Mathematics Stack Exchange is a question and answer site for people studying math at any level and professionals in related fields. Join them; it only takes a minute:

Sign up
Here's how it works:
  1. Anybody can ask a question
  2. Anybody can answer
  3. The best answers are voted up and rise to the top

Let $R$ be a UFD and $f_1,\dots,f_n$ be irreducible elements of $R$. Does it follows that the ideal $\langle f_1,\dots,f_n\rangle$ is a prime ideal?. If it's not true in general then is it true in $k[x_1,\dots,x_n]$ where $k$ is an algebraically closed field.

share|cite|improve this question
For future reference, in $\LaTeX$ mode < is for the relation (usually) and \langle is for the angle brackets. – Asaf Karagila Oct 23 '11 at 17:04
up vote 8 down vote accepted

No. E.g. suppose that $R = k[x,y],$ with $k$ algebraically closed. Then saying that $f_i$ is irreducible is the same as saying that it cuts out an irreducible affine curve. Then the ideal $\langle f_1, f_2\rangle$ pertains to the intersection of curves $f_1 = 0$ and $f_2 = 0$, which will typically not be irreducible unless $f_1$ and $f_2$ are associate (i.e. scalar multiples of one another, so that they cut out the same curve), or are both of degree $1$, i.e. equations cutting out lines. (I say typically because we are working in the affine plane rather than the projective plane, and so some of the intersections of the intersection points of the two curves might be at infinity, and hence invisible to the ideal $\langle f_1,f_2 \rangle$.)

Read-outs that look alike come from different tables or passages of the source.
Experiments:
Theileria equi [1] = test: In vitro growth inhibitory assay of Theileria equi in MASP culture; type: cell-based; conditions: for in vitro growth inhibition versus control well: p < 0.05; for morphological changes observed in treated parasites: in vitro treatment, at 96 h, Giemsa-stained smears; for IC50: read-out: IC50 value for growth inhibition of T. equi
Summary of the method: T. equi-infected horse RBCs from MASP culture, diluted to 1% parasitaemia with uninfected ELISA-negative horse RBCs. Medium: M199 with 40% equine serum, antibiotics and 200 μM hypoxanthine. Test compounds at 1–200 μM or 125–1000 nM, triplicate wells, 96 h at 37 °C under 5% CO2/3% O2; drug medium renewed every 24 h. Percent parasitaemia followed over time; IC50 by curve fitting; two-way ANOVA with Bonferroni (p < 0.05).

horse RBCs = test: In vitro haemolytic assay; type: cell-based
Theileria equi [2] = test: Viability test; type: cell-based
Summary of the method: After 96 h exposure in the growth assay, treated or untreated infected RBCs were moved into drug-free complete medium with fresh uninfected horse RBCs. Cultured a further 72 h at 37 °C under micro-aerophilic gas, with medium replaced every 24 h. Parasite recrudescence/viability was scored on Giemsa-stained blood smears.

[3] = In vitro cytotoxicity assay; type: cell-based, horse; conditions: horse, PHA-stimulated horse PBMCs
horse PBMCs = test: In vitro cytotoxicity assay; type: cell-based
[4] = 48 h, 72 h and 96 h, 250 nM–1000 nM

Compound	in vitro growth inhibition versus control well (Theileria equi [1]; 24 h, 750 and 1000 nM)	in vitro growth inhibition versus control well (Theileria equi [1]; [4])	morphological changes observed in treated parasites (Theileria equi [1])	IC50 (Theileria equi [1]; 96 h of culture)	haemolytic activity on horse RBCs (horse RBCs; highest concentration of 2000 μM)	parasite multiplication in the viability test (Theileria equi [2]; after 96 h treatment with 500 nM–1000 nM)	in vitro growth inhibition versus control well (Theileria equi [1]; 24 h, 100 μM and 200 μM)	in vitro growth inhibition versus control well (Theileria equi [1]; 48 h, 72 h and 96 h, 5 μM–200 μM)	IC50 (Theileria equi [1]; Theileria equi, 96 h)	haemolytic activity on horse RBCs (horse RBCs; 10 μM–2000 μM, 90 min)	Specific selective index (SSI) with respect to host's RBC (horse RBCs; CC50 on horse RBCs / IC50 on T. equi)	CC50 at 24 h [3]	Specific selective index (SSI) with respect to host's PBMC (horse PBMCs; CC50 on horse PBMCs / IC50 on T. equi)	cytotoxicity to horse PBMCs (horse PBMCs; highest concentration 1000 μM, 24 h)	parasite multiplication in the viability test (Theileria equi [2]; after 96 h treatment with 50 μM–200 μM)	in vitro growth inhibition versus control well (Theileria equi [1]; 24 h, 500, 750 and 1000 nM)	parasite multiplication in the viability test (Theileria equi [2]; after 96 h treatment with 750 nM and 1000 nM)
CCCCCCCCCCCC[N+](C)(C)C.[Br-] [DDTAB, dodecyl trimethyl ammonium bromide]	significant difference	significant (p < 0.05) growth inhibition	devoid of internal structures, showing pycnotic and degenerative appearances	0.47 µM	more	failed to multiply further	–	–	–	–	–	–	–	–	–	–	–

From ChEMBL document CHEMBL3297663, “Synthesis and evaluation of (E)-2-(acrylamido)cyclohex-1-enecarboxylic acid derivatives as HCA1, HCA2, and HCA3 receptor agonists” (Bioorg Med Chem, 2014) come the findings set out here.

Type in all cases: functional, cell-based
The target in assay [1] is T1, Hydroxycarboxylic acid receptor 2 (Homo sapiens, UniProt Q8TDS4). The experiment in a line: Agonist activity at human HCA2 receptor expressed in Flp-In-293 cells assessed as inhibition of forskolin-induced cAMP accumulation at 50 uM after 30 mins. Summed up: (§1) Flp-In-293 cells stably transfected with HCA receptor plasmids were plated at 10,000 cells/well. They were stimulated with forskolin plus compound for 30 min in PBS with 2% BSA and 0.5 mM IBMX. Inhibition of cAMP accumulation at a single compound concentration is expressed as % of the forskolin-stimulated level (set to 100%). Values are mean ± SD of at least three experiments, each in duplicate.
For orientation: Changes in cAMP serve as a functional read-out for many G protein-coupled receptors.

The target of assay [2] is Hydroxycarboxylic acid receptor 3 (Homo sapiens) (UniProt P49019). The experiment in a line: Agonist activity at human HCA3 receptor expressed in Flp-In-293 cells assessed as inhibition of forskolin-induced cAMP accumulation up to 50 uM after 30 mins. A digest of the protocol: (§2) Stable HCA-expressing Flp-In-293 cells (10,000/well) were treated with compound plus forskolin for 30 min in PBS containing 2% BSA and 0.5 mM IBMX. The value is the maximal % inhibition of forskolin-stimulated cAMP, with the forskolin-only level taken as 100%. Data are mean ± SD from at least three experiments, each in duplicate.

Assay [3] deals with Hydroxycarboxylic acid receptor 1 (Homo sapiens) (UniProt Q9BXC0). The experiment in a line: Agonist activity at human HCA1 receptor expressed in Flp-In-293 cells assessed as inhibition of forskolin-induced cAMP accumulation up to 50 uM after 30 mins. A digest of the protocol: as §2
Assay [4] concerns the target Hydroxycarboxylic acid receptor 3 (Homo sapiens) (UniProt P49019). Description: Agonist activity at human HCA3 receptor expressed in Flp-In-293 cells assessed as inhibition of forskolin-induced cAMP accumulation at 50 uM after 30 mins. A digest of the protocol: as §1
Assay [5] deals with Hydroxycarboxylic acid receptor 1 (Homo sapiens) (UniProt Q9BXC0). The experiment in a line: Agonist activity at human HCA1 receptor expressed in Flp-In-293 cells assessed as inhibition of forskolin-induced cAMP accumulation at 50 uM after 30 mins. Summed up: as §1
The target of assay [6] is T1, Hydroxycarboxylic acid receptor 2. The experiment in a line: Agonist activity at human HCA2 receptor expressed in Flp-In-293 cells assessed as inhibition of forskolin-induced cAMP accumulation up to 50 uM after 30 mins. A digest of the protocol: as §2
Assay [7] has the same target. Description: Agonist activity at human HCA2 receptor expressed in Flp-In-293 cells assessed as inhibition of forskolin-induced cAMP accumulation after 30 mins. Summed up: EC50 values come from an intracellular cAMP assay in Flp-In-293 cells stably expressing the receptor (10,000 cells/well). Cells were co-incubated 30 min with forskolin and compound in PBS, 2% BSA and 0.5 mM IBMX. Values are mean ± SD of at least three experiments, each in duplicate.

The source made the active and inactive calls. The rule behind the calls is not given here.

For a concrete counterexample, choose any non-associate $f_1$ and $f_2$ with at least one of them non-linear, such that none of the intersection points of the corresponding curves lie at infinity, e.g. $f_1 = x^2 - y$ and $f_2 = x-y$. Then $\langle f_1,f_2\rangle = \langle x(x-1), x-y \rangle,$ which is not prime. (The intersection of the parabola $y =x^2$ and the line $y = x$ consists of the two points $(0,0)$ and $(1,1)$.)

share|cite|improve this answer

No, for example, in $R=\mathbb{Z}$, 2 and 3 are irreducible, but $$\langle 2,3\rangle=\mathbb{Z}$$ is not prime. A counterexample to the special case you asked about would be $R=k[x]$, with $f_1=x$ and $f_2=x+1$, because $$\langle x,x+1\rangle=k[x]$$ is not prime.

share|cite|improve this answer

Your Answer


By posting your answer, you agree to the privacy policy and terms of service.

Not the answer you're looking for? Browse other questions tagged or ask your own question.